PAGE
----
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Lifestyle Tweaks for Gastroparesis – When Treatments Don’t Help

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Posted by Henry P. Parkman, MD

Gastroparesis can be a trying and isolating condition, particularly for the thousands of sufferers who struggle to find relief with standard treatments, such as medications. With symptoms such as diarrhea, vomiting and feeling full after eating a few bites, you may find it difficult to meet even basic nutritional needs. Long term, gastroparesis may also lead to more serious conditions, such as diabetes.

If you’ve tried and failed to take control of your gastroparesis symptoms, there may still be hope. Dr. Henry P. Parkman of the Temple Digestive Disease Center offers his advice on what you can do now to find relief.

Start By Evaluating Your Diet

I often tell my patients that diet is a natural place to begin. Although there’s not a specific “gastroparesis diet,” you may notice improvement in your symptoms simply by being more conscious of what and when you eat.

Try Eating Smaller, More Frequent Meals

I find people respond to eating five or six meals a day instead of two or three. If you eat smaller meals more frequently throughout the day, that bloated feeling is not as intense. You’ll also notice your stomach tends to empty faster when you eat smaller meals.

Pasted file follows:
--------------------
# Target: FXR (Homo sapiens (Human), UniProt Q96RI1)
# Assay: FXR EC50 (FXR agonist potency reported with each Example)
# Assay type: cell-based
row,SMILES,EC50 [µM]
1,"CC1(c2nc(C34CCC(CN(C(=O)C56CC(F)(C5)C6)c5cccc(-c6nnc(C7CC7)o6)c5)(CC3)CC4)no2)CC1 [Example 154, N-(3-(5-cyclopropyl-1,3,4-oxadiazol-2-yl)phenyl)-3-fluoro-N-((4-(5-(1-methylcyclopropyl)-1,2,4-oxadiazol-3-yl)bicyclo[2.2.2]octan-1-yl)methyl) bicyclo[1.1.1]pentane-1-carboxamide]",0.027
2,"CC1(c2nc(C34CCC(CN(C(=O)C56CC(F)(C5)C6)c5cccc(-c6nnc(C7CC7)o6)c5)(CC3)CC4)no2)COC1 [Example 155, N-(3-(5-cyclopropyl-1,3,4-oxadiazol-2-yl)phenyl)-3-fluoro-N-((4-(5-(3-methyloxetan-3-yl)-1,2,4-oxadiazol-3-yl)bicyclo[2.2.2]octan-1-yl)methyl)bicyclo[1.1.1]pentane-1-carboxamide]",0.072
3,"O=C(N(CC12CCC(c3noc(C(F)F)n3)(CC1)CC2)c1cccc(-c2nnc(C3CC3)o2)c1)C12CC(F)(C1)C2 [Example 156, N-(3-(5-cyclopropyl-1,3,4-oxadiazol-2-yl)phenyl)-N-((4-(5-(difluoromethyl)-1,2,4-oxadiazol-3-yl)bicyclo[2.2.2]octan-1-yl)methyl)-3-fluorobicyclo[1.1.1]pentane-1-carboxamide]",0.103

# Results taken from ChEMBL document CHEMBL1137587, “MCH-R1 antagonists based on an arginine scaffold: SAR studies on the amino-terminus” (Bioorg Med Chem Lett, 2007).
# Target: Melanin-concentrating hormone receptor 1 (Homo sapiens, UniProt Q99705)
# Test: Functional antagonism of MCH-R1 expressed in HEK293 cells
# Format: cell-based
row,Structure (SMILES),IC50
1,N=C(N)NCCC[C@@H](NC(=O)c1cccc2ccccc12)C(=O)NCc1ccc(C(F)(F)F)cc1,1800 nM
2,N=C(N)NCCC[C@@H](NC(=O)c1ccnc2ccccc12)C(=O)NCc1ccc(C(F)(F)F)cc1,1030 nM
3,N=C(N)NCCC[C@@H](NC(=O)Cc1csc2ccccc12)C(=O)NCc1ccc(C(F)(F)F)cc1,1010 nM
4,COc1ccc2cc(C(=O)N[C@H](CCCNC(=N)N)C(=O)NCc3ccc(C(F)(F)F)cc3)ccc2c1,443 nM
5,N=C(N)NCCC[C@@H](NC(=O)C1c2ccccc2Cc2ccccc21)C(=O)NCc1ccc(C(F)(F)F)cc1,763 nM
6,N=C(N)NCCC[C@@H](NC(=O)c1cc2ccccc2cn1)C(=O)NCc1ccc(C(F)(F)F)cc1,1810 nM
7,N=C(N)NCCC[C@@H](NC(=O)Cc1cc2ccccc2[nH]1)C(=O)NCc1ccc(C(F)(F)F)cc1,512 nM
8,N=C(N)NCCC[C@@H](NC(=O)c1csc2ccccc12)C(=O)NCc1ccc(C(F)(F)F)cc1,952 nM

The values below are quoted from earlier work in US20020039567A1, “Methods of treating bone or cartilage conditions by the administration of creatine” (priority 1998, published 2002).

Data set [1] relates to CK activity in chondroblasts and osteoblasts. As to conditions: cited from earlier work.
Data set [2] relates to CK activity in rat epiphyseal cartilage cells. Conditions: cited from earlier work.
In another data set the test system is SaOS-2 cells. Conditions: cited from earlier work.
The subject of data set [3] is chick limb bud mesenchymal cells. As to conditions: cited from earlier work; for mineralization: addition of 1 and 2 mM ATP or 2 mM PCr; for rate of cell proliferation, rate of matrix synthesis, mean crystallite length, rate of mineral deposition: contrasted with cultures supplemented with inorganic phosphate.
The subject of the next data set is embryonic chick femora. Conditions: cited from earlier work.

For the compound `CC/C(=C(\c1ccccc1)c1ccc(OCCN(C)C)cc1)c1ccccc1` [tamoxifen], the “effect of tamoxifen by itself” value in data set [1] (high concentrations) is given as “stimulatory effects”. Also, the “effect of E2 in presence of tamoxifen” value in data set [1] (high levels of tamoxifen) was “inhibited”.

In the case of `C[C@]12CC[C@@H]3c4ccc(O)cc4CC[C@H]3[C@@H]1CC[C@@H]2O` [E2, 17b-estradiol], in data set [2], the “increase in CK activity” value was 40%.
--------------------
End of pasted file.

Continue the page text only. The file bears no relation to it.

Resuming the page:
Eat Fewer Fatty and Fibrous Foods

Fat and fiber are essential, but they can slow down digestion. This is what leads to discomfort and fullness. Because everyone is different, I generally tell people to cut back slowly and try to find a good balance.

Avoid Certain Beverages

One of the biggest complaints I hear from patients is that their symptoms seem to increase after drinking soda or alcohol. Of course I tell them to quit, but it’s not always that easy. If they can decrease their intake a little, it may make all the difference.

Work with a Dietitian

One of the best things patients can do to help themselves is work with a dietitian. A dietitian can help with all of the things I’ve already mentioned, and can also make sure patients are getting the right nutrition and adequate calories. When gastroparesis gets more advanced, malnutrition and dehydration are definite concerns. A nutritionist is a great partner for these patients.

Schedule Regular Appointments with Your Gastroenterologist

It’s important to understand that gastroparesis treatment requires a team. I recommend patients work with their primary care physician to find a nutritionist and a gastroenterologist (GI) who specializes in gastroparesis.

While a nutritionist can help with food and lifestyle adjustments, GIs stay aware of the latest gastroparesis treatments, like drugs to speed up digestion or minimally invasive therapies. When new treatments become available, your GI will be able to help you decide if they are right for you.

Request an appointment online or call 800-TEMPLE-MED (800-836-7536).

Henry P. Parkman, MD

Henry P. Parkman, MD, is a Professor of Medicine at the Lewis Katz School of Medicine. At the Temple Digestive Disease Center, he is Director of the GI Motility Laboratory where he specializes in diagnosing and treating patients with motility disorders.

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